The drama, as the chief of the imitative arts, has a tendency to beget and keep alive in its votaries the imitative propensity. This might be supposed à priori, and experience confirms the supposition. Of all imitators, dramatists are the most perverse, the most unconscionable, or the most unconscious, and have been so time out of mind. Euripides and Sophocles were merely echoes of Æschylus, and not only was Terence Menander and nothing beyond, but of the sole Roman tragedies extant, (the ten attributed to Seneca,) nine are on Greek subjects. Here, then, is cause enough for the “decline of the drama,” if we are to believe that the drama has declined. But it has not: on the contrary, during the last fifty years it has materially advanced. All other arts, however, have, in the same interval, advanced at a far greater rate — each very nearly in the direct ratio of its non-imitativeness — painting, for example, least of all — and the effect on the drama is, of course, that of apparent retrogradation.



It is James Montgomery who thinks proper to style McPherson's “Ossian” a “collection of halting, dancing, lumbering, grating, nondescript paragraphs.”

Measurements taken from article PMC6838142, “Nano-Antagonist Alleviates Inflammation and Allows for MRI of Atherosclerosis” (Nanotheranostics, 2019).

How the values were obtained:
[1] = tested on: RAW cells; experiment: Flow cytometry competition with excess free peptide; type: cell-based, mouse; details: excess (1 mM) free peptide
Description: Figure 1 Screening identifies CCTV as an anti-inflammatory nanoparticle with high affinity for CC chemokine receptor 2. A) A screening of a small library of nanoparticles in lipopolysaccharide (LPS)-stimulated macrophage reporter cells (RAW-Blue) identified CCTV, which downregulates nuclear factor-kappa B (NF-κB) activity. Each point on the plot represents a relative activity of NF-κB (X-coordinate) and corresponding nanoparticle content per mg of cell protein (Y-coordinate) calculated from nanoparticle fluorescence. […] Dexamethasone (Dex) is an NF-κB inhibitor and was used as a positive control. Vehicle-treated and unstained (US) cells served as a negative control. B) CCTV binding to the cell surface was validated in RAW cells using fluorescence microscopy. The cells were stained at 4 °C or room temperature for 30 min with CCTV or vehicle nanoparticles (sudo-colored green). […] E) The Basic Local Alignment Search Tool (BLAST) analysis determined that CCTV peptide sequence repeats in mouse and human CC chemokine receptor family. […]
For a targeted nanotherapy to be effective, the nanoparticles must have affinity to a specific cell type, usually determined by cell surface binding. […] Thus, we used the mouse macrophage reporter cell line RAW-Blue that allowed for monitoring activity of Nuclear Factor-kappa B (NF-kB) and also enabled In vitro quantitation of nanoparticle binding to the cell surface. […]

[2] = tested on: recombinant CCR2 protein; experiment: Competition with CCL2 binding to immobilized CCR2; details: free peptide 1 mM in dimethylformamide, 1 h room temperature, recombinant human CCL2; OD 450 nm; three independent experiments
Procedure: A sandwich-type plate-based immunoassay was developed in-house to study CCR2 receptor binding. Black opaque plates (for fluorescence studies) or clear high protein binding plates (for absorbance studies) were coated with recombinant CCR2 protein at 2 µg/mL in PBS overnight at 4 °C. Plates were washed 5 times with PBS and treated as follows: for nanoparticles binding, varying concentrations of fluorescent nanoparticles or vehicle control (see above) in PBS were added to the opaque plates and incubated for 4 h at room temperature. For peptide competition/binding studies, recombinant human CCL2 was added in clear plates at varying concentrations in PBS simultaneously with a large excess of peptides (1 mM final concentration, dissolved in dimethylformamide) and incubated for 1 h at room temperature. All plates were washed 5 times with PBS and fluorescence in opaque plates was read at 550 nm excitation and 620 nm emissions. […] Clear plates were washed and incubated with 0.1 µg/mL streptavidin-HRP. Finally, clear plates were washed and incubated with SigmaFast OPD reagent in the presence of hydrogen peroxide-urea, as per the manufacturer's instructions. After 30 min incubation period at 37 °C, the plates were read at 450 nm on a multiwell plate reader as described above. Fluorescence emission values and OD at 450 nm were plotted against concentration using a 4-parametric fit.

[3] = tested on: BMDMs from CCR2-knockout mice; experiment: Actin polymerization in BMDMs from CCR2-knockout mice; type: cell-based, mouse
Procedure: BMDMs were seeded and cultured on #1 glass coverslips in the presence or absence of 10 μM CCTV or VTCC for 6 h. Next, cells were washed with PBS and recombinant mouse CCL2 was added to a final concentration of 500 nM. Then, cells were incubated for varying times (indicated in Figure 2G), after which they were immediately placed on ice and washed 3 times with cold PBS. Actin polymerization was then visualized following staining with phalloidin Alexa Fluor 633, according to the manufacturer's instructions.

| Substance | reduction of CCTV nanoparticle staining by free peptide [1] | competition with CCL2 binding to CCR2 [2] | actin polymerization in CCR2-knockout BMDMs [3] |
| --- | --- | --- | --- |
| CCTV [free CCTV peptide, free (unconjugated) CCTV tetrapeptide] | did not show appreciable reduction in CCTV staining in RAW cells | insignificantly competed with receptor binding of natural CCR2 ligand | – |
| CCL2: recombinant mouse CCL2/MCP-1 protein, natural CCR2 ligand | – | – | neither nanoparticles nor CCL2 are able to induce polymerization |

I have never yet seen an English heroic verse on the proper model of the Greek — although there have been innumerable attempts, among which those of Coleridge are, perhaps, the most absurd, next to those of Sir Philip Sidney and Longfellow. The author of “The Vision of Rubeta” has done better, and Percival better yet; but no one has [page 51:] seemed to suspect that the natural preponderance of spondaic words in the Latin and Greek must, in the English, be supplied by art — that is to say, by a careful culling of the few spondaic words which the language affords — as, for example, here:

Man is a | complex, | compound, | compost, | yet is he | God-born.

This, to all intents, is a Greek hexameter, but then its spondees are spondees, and not mere trochees. The verses of Coleridge and others are dissonant, for the simple reason that there is no equality in time between a trochee and a dactyl. When Sir Philip Sidney writes,